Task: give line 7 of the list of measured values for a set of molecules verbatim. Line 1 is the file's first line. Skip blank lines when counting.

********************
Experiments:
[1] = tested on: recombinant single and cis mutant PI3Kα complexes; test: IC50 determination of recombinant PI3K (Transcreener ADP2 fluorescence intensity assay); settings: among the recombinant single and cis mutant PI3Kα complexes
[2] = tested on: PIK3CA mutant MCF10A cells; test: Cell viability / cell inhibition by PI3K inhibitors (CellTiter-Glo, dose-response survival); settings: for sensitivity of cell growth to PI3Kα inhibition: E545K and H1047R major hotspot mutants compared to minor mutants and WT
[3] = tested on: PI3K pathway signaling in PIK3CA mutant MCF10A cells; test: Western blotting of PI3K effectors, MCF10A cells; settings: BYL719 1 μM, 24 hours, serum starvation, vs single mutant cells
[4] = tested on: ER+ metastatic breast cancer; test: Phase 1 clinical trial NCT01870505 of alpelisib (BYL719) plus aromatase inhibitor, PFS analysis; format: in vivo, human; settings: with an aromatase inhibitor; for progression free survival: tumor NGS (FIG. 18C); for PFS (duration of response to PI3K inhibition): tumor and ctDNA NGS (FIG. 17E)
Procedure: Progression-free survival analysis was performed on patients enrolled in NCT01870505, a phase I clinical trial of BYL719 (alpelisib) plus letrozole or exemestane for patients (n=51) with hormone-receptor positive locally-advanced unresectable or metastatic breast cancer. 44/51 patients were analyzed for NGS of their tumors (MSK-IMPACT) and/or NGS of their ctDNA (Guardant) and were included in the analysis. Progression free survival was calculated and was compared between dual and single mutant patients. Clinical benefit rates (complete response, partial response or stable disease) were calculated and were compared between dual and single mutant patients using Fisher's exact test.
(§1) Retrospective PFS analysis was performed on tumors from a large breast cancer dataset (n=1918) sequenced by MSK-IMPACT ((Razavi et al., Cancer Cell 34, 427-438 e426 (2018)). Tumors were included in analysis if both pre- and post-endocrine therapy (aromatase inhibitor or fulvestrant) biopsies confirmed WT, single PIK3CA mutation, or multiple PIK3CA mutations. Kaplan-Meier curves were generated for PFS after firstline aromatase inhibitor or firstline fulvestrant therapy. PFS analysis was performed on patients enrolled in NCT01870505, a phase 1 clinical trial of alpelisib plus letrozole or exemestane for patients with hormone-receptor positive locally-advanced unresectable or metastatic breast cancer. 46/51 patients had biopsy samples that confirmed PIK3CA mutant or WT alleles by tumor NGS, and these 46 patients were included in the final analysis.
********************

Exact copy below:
(§1) Retrospective PFS analysis was performed on tumors from a large breast cancer dataset (n=1918) sequenced by MSK-IMPACT ((Razavi et al., Cancer Cell 34, 427-438 e426 (2018)). Tumors were included in analysis if both pre- and post-endocrine therapy (aromatase inhibitor or fulvestrant) biopsies confirmed WT, single PIK3CA mutation, or multiple PIK3CA mutations. Kaplan-Meier curves were generated for PFS after firstline aromatase inhibitor or firstline fulvestrant therapy. PFS analysis was performed on patients enrolled in NCT01870505, a phase 1 clinical trial of alpelisib plus letrozole or exemestane for patients with hormone-receptor positive locally-advanced unresectable or metastatic breast cancer. 46/51 patients had biopsy samples that confirmed PIK3CA mutant or WT alleles by tumor NGS, and these 46 patients were included in the final analysis.